The last time I went to St. Louis, I was maybe 5 or 6, and I remember not getting to go up to the top of the Gateway Arch because I was either too little or my parents wouldn’t let me. They probably thought it would freak me out. They were probably right. This past weekend my husband and I were in St. Louis, and I still didn’t get to go up to the top of the thing. Only one of the two trams was in operation, and it was sold out both Friday and Saturday. But we did at least spend plenty of time hanging out beneath Eero Saarinen’s architectural wonder of shiny stainless steel.
At 630 feet, the Gateway Arch is the tallest monument in the United States, and is part of the Jefferson National Expansion Memorial. It is located near the start of the Lewis and Clark Expedition, and celebrates the westward expansion of the United States, including the Louisiana Purchase and the first civil government west of the Mississippi River.
The Arch’s design is known as a catenary curve, which makes it the most structurally sound arch shape. Saarinen and structural engineer Hannskarl Bandel completed the design in 1947, but construction didn’t begin until 1963. Saarinen unfortunately did not live to see his work completed, as he died four years before construction was finished.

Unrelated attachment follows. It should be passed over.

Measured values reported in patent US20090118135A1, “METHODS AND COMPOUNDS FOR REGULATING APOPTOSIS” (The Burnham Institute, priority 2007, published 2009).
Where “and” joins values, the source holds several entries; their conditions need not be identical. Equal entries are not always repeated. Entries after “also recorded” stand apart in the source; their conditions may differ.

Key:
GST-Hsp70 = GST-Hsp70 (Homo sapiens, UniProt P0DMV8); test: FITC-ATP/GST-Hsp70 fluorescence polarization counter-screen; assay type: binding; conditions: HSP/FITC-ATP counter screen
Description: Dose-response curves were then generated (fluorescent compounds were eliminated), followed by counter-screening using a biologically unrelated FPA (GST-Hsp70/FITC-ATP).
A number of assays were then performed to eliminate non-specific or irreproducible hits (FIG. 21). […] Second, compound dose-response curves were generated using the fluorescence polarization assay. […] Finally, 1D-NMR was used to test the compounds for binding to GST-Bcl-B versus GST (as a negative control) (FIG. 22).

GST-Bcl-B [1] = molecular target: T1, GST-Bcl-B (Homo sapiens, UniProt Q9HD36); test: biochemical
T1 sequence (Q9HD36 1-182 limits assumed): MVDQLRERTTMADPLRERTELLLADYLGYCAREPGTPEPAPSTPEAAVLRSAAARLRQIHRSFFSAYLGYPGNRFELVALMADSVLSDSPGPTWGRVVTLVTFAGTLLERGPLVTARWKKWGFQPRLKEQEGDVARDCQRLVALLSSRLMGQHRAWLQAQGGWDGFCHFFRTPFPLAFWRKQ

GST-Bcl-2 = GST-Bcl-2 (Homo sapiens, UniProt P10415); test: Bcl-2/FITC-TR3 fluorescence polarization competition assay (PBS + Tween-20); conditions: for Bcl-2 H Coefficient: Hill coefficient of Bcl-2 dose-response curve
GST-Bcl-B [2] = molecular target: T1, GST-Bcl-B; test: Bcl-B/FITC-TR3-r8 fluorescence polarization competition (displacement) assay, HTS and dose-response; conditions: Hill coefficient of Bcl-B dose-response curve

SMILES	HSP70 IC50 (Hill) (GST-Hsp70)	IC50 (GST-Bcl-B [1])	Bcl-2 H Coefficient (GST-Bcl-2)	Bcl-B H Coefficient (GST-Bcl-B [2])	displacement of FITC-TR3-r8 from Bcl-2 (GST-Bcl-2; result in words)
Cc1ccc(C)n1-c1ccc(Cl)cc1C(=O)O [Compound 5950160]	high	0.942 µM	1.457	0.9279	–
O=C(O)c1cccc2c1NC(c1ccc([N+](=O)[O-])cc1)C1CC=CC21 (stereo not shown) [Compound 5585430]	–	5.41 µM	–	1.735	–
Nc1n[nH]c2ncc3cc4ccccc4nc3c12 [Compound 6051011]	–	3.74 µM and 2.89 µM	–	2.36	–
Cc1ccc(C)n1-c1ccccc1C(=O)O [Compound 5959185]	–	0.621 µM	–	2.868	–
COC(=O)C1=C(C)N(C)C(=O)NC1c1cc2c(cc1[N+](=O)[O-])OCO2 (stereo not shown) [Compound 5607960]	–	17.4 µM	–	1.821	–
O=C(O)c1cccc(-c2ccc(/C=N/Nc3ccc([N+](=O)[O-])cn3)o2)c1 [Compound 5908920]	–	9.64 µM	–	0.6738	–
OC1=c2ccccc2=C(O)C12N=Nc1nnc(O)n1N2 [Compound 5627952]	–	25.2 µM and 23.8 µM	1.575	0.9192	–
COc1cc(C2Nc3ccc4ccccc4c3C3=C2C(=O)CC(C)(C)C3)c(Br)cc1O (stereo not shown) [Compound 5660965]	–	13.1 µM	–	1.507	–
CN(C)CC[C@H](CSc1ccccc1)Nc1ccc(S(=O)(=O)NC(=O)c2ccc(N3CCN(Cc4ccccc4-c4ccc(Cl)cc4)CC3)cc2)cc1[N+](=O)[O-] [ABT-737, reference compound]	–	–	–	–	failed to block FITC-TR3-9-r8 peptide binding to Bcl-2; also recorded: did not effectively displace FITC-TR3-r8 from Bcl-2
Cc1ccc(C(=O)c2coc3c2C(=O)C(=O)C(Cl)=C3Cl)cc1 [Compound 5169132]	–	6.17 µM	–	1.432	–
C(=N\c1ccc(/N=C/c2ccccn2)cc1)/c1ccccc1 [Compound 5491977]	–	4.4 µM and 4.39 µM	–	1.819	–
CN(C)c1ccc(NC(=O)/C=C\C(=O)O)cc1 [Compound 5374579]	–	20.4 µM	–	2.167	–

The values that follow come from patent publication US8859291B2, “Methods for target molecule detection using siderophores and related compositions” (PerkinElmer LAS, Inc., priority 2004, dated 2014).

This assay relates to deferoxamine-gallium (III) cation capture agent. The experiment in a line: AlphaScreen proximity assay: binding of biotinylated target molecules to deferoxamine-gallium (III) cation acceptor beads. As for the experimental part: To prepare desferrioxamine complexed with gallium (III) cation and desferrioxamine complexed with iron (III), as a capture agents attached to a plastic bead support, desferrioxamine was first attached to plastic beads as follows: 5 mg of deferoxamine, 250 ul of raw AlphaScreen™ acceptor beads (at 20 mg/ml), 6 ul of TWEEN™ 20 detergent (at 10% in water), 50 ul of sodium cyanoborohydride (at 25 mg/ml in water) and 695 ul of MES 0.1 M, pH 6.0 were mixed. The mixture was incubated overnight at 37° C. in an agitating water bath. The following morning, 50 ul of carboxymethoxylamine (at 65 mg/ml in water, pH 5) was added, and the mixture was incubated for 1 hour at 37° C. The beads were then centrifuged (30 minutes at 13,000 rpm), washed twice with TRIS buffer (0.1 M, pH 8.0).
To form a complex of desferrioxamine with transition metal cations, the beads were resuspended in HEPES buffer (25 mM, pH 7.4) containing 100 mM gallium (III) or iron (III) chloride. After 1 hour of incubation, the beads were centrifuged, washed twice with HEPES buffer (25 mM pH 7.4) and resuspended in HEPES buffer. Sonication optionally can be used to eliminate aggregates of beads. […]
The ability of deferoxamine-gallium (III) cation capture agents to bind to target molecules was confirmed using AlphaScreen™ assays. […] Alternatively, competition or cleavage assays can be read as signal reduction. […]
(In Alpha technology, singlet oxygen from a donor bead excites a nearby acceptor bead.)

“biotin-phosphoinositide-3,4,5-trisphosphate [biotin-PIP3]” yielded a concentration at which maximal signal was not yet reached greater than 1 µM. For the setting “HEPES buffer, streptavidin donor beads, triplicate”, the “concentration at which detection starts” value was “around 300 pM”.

The observation deck is accessed via a unique tram system, and features 16 windows on each side for unparalleled views (from what I hear) of St. Louis, the Mississippi River and a bit of Illinois. Check out the Wikipedia entry for the interesting story about the tram, as well as some great aerial shots from the deck.
Inside the museum below the Arch, there is a Mount Rushmore-like installation about the construction and builders, with Saarinen prominently featured in the center. Frankly it was a bit odd, but at the same time I was delighted to see their work and dedication honored in such a way.
The Gateway Arch was declared a National Historic Landmark in 1987. More than 1 million people visit the monument each year.